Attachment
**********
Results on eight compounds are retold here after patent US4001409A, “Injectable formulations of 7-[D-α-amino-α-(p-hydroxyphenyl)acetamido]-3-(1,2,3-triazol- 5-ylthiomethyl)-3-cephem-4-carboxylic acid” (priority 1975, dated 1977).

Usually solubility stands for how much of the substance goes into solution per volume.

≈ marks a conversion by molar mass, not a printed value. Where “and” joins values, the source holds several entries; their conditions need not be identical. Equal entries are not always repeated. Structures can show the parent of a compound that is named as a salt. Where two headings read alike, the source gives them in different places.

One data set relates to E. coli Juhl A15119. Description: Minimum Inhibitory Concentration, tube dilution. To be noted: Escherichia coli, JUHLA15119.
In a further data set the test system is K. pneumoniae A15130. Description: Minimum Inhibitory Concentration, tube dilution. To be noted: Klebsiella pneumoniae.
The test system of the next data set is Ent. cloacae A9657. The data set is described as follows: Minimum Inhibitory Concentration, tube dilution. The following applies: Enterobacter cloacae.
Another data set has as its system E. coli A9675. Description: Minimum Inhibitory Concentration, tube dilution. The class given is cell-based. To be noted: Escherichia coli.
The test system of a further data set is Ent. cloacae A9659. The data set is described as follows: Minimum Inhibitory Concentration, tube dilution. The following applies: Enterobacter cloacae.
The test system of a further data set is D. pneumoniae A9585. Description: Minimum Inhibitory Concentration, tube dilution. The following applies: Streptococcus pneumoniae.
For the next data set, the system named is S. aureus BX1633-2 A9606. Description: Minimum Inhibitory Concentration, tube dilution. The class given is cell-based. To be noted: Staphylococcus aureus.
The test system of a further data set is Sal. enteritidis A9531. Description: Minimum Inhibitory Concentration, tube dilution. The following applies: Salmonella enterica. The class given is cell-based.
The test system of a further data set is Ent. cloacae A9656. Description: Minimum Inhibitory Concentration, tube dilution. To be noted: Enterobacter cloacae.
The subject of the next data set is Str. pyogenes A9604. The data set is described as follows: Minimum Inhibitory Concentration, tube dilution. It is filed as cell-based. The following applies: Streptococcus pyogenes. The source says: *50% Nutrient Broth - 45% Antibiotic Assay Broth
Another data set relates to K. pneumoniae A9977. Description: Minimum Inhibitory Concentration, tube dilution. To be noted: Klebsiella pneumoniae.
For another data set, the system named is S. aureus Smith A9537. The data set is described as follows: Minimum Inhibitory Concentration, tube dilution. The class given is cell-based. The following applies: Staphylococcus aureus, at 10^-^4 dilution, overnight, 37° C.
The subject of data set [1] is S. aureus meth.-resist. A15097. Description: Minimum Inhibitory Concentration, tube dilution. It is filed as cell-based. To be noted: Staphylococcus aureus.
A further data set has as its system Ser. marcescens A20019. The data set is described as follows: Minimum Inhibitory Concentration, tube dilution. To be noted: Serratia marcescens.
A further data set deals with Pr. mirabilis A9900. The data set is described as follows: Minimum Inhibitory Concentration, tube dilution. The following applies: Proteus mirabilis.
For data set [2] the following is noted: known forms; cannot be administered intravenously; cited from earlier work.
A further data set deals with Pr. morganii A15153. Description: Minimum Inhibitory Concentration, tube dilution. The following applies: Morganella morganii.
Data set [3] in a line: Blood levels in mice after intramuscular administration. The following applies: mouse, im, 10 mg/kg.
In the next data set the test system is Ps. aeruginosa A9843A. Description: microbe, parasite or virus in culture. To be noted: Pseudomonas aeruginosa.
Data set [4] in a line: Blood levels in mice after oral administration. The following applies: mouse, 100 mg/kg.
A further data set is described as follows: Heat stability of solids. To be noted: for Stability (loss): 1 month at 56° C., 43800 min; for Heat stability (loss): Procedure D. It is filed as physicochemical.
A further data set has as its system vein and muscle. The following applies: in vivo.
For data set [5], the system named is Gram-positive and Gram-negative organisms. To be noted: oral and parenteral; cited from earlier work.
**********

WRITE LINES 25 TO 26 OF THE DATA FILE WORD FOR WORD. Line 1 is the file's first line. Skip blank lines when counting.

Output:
A further data set has as its system vein and muscle. The following applies: in vivo.
For data set [5], the system named is Gram-positive and Gram-negative organisms. To be noted: oral and parenteral; cited from earlier work.